Yesterday we did a shorter session at the allotment. The great Malink measured the communal water line, topped up our water reserves and a then helped me install the gooseberry into its new palace.
The gooseberry palace, now with two pots of Hinnomaki Red Gooseberry at the top end of the new raised bed, fully protected in plastic pea netting, is shown here.
The netting may not keep the smaller birds out, but it will certainly be a discouragement – unless, of course, they make it into a game!
G devised it so that the front panel which opens for access is held securely in place by having a piece of bamboo woven through the base of the netting and then secured on both sides by a perforated brick. Crafty! No bird will be able to knock those off!
Before I dug out the gooseberry from the front raspberry bed I watered it heavily. Indeed, I’d watered it heavily the day before as well. When transplanting, I tried to fork out and remove as much ground as I could, and placed it into the pot intact and then filled in around it with manure rich soil. The soil in the pot had been pre-watered before transplanting into it. And then afterwards – lots more water.
Transplanting is a little like open heart surgery for plants, so it’s important to reduce the stress as much as possible. Watering helps work out any air gaps in the soil that might damage root growth, and adding too much during transplanting isn’t a worry – just so long as your pot can drain properly and you don’t actually drown the roots. Speaking of which, I’d noticed that the pot didn’t drain well when I had first filled in the base and pre-watered, so G used the drill to drill some additional drainage on four places around the base. This will be useful because we will dig our pots into the ground generally, to help protect against drying out too much in the summer.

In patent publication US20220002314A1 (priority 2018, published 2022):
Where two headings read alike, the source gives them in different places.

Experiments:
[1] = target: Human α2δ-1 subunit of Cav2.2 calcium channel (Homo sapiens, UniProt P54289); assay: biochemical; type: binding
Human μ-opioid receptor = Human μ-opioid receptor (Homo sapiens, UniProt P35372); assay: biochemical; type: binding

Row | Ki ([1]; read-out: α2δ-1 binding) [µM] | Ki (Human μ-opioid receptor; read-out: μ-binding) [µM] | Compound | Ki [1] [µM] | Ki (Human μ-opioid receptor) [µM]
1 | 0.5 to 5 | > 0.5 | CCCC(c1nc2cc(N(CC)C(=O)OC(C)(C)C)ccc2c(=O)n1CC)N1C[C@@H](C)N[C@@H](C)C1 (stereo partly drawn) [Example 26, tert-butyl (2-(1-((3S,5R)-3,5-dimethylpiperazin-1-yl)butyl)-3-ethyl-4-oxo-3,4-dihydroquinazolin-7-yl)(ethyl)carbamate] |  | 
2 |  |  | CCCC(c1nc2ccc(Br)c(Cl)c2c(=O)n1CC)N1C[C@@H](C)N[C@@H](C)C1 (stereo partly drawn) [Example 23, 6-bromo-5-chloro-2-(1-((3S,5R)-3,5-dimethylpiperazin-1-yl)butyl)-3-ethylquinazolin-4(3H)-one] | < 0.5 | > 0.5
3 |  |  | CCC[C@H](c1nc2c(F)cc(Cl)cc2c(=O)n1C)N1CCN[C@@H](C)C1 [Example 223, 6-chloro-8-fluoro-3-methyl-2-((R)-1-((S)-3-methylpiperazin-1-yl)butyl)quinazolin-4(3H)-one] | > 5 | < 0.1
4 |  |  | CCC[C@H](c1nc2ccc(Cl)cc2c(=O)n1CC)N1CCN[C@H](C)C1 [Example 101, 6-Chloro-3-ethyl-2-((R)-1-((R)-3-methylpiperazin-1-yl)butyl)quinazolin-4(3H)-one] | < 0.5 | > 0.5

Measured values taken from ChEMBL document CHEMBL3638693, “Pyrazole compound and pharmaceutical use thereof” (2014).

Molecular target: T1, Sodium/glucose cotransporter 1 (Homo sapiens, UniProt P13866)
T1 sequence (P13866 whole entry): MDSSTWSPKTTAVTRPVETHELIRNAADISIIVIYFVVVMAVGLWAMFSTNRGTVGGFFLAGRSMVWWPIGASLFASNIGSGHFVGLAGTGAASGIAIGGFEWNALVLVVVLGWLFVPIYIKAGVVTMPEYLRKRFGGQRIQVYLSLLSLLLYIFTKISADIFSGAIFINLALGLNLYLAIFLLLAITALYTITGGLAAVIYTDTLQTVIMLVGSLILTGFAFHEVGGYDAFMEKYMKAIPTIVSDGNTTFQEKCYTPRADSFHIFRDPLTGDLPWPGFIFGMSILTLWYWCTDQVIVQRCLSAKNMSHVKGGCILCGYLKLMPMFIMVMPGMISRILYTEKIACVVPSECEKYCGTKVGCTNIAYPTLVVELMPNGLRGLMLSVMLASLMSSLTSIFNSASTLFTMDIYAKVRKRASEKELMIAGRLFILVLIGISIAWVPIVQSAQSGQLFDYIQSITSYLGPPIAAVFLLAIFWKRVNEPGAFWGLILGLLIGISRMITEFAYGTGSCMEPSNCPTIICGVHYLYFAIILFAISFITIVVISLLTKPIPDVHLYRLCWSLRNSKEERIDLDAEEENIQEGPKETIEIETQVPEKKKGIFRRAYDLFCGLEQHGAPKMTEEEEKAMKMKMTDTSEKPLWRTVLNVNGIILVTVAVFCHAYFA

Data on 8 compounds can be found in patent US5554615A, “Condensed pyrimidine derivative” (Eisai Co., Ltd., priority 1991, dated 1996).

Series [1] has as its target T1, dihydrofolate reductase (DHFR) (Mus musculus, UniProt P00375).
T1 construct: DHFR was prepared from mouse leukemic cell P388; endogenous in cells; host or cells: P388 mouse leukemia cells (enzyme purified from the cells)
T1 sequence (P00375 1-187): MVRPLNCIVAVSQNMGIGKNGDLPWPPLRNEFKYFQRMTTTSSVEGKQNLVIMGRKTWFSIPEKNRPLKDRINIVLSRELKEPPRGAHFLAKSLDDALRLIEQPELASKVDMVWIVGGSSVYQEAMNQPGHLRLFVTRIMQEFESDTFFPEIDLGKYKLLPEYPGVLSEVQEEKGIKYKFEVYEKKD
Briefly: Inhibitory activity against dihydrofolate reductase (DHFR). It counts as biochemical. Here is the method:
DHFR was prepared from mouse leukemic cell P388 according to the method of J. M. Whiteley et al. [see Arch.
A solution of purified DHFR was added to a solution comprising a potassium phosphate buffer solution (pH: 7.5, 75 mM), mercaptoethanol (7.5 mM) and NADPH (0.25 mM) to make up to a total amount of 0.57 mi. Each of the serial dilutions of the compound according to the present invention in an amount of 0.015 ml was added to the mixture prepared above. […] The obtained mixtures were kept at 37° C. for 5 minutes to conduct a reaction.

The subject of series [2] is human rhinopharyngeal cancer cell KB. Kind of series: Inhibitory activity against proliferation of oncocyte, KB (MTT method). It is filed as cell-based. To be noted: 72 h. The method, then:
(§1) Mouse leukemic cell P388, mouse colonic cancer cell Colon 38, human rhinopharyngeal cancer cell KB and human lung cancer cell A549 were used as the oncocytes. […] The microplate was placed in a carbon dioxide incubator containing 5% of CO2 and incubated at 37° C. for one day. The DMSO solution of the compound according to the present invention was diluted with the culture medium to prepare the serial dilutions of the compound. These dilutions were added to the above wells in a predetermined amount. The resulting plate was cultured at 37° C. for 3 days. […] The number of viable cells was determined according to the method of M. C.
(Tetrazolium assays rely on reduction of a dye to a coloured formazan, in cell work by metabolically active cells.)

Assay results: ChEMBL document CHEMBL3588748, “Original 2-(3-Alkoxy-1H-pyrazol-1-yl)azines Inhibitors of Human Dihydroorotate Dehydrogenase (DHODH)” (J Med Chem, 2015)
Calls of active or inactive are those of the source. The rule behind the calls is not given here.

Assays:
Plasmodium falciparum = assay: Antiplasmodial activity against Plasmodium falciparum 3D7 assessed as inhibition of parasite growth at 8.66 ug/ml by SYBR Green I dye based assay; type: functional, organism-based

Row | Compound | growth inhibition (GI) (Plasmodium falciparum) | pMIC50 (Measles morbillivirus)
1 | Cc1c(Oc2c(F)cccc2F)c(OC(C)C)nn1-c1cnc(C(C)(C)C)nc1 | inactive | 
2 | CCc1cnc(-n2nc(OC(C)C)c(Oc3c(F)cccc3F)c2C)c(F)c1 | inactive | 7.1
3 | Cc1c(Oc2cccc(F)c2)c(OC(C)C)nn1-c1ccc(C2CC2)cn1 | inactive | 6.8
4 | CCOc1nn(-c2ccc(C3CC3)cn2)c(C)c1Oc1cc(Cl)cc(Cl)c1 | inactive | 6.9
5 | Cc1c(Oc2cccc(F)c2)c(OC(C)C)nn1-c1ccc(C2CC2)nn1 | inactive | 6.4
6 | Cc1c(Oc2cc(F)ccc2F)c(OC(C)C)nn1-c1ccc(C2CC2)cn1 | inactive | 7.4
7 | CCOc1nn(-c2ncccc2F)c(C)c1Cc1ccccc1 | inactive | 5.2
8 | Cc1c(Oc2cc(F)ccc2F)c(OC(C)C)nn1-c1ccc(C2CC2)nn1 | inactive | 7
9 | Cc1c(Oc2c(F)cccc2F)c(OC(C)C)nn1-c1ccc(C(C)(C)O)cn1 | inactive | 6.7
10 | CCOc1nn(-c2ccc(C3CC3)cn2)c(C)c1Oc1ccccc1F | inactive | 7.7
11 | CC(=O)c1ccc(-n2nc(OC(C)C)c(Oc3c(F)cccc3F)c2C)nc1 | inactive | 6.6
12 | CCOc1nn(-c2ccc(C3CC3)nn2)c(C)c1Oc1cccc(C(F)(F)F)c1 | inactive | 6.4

It’s a good use of the raised bed for this growing season because the ground there is hard clay below and not much but manure above. It’s too difficult in the present climate to get to garden centres to buy good garden soil and compost to fill this bed. We can always move the potted gooseberries if they don’t get enough sun in that spot under the fig. And in the meantime, if I keep topping it up with manure, the worms in time will rouse up the whole bed, drag down the manure, and mix it all up nicely for us without any need for heavy digging – or that’s the plan!
Anyway, after all that work, here’s hoping we get a couple of gooseberries this year! Last summer the birds had them all!